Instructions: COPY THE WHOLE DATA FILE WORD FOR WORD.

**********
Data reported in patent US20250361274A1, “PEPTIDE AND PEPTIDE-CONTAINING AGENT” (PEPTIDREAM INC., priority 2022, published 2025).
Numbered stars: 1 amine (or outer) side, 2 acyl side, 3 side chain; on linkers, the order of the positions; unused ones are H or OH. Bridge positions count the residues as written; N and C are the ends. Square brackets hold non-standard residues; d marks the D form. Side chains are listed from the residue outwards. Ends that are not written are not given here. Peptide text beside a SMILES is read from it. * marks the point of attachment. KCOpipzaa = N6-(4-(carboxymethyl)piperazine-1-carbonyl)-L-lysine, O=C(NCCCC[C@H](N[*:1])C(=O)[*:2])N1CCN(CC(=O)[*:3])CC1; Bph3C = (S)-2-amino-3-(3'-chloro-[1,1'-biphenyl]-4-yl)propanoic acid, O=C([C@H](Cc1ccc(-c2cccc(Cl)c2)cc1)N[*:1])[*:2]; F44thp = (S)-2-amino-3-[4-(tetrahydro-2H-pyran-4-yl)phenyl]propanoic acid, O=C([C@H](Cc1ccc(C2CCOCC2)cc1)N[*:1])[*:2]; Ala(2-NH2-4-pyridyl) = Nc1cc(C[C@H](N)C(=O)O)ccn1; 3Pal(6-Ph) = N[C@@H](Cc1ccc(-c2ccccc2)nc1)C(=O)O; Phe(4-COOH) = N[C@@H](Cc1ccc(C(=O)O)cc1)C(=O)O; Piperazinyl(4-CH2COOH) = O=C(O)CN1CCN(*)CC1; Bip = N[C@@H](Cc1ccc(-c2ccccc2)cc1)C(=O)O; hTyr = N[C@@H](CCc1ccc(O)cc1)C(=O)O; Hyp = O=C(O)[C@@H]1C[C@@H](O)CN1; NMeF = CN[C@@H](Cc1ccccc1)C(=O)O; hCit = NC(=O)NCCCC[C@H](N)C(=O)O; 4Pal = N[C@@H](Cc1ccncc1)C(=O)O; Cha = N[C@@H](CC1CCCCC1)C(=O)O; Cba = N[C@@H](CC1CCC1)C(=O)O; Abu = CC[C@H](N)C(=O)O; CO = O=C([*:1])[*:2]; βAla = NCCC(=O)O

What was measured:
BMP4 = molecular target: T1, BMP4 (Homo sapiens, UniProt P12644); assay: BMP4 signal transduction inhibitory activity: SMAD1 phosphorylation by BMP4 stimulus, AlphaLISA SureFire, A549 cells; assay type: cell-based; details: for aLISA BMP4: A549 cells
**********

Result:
Data reported in patent US20250361274A1, “PEPTIDE AND PEPTIDE-CONTAINING AGENT” (PEPTIDREAM INC., priority 2022, published 2025).
Numbered stars: 1 amine (or outer) side, 2 acyl side, 3 side chain; on linkers, the order of the positions; unused ones are H or OH. Bridge positions count the residues as written; N and C are the ends. Square brackets hold non-standard residues; d marks the D form. Side chains are listed from the residue outwards. Ends that are not written are not given here. Peptide text beside a SMILES is read from it. * marks the point of attachment. KCOpipzaa = N6-(4-(carboxymethyl)piperazine-1-carbonyl)-L-lysine, O=C(NCCCC[C@H](N[*:1])C(=O)[*:2])N1CCN(CC(=O)[*:3])CC1; Bph3C = (S)-2-amino-3-(3'-chloro-[1,1'-biphenyl]-4-yl)propanoic acid, O=C([C@H](Cc1ccc(-c2cccc(Cl)c2)cc1)N[*:1])[*:2]; F44thp = (S)-2-amino-3-[4-(tetrahydro-2H-pyran-4-yl)phenyl]propanoic acid, O=C([C@H](Cc1ccc(C2CCOCC2)cc1)N[*:1])[*:2]; Ala(2-NH2-4-pyridyl) = Nc1cc(C[C@H](N)C(=O)O)ccn1; 3Pal(6-Ph) = N[C@@H](Cc1ccc(-c2ccccc2)nc1)C(=O)O; Phe(4-COOH) = N[C@@H](Cc1ccc(C(=O)O)cc1)C(=O)O; Piperazinyl(4-CH2COOH) = O=C(O)CN1CCN(*)CC1; Bip = N[C@@H](Cc1ccc(-c2ccccc2)cc1)C(=O)O; hTyr = N[C@@H](CCc1ccc(O)cc1)C(=O)O; Hyp = O=C(O)[C@@H]1C[C@@H](O)CN1; NMeF = CN[C@@H](Cc1ccccc1)C(=O)O; hCit = NC(=O)NCCCC[C@H](N)C(=O)O; 4Pal = N[C@@H](Cc1ccncc1)C(=O)O; Cha = N[C@@H](CC1CCCCC1)C(=O)O; Cba = N[C@@H](CC1CCC1)C(=O)O; Abu = CC[C@H](N)C(=O)O; CO = O=C([*:1])[*:2]; βAla = NCCC(=O)O

What was measured:
BMP4 = molecular target: T1, BMP4 (Homo sapiens, UniProt P12644); assay: BMP4 signal transduction inhibitory activity: SMAD1 phosphorylation by BMP4 stimulus, AlphaLISA SureFire, A549 cells; assay type: cell-based; details: for aLISA BMP4: A549 cells